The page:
The TPC golf courses—operated by the PGA Tour—were developed to give golfers a chance to experience golf as the professional tour players do on a weekly basis.

It allows the golfer to walk the same fairways, play the same set of tees, putt the same greens, use the same locker areas and relax in the same bar/restaurants as the pros.

When planning a golf trip, if there is a TPC in the area, it is almost always a must-play. The TPC Las Vegas is no exception.

Since opening in 1996, the course, formerly known as the TPC Canyons, has hosted numerous PGA Tour events. The name change makes sense because the Las Vegas name carries more impact than Canyons, but if you want an accurate description of the course, Canyons hits it right on the head.

Designed by Bobby Weed and Raymond Floyd, the course is for shot-makers. It is a traditional desert-golf course with forced carries on almost every hole, as the green grass on the course contrasts starkly with the desert.

Winding through arroyos and barranca, the course plays between 2,000 to 2,500 feet of elevation, giving the golfer a little extra yardage. The maintenance staff does a wonderful job with the course, keeping it in PGA Tour conditions throughout the year. Of course, that means the greens are quick!

The contrast of the terrain makes for some dramatic holes and it does not take long for the first of those to appear. The 2nd hole, a 184-yard, par 3 is a wonderful hole where you tee off from the edge of an arroyo to an island-type green.

After your shot, you wind down the cart path to the green, taking in the scores of wildlife around the property. During our round, we had a coyote stalking several rabbits from a position on the green.

The next hole also is one to remember. The par-4, 452-yard hole features a daunting, forced carry tee shot that is followed by a tough, uphill approach to the green. Once you have played the hole, there is little reason to doubt that it is the No. 1 handicap hole on the course.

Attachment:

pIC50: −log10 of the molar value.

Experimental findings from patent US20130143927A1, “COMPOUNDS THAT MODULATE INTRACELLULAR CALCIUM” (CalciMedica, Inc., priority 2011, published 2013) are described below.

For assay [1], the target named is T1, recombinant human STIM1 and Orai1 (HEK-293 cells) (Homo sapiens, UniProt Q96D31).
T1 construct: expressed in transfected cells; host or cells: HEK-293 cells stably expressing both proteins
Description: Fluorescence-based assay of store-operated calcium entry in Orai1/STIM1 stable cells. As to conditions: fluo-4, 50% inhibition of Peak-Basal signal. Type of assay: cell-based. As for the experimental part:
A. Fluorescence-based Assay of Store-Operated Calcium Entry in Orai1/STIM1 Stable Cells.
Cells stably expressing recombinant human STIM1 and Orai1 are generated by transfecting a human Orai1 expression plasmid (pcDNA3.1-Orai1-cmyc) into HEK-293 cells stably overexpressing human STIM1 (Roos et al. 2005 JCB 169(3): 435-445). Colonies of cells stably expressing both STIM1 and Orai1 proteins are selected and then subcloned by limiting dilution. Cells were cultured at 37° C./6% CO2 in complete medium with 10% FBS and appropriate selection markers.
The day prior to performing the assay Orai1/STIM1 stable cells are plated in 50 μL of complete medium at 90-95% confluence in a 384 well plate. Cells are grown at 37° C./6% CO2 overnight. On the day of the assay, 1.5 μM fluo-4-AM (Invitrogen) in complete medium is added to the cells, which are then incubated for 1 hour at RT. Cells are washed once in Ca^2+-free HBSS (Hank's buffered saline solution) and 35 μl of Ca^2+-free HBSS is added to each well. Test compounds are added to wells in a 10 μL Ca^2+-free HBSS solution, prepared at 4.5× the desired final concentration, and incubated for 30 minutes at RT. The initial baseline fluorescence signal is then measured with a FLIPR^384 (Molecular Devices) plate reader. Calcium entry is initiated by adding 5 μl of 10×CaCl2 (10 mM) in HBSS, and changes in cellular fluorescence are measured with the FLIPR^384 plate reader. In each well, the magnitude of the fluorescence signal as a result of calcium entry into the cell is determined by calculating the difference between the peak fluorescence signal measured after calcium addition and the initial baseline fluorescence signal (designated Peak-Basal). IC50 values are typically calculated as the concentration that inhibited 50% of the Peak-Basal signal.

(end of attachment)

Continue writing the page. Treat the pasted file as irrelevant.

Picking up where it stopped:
But, any strokes lost on the third can be gotten back on No. 4. The 518-yard, par 5 plays through a canyon the entire length.

While the front 9 plays longer–3,421 yards as compared to 3,348 on the back—the closing side seems to play much tougher.

The two-hole tandem of Nos. 13 and 14 are the teeth of the back nine. The 13th is 396-yard, par 4 that has a sizeable forced carry off the tee and can play into the wind. Known as Death Valley, the hole can, and most often, will play over par.

The 14th plays only 356 yards, but the par 4 has a split fairway. Play to the right and you might have 100 yards into the hole, but go to the inviting left and you will have 150-175 yards in and an approach back over another gorge.

The closing two holes are not easy, but playing downwind allows for the golfer to close strong.

The 17th plays at 421 yards, but the fairway is wide open and calls for you to tighten your shoelaces and go for broke. The 421-yard 18th is also downwind, but there is a decent forced carry off the tee. There is also water in play to make it a strong finishing hole.

The TPC experience also should include spending some time in both the pro shop and the grille. Great customer service sets the tone in both. The grille is spacious and features a collection of PGA Tour wines.

Our stop at the TPC had us feeling like country club members for a day, starting from the moment we got out of the car right until we left.

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By Dennis Miller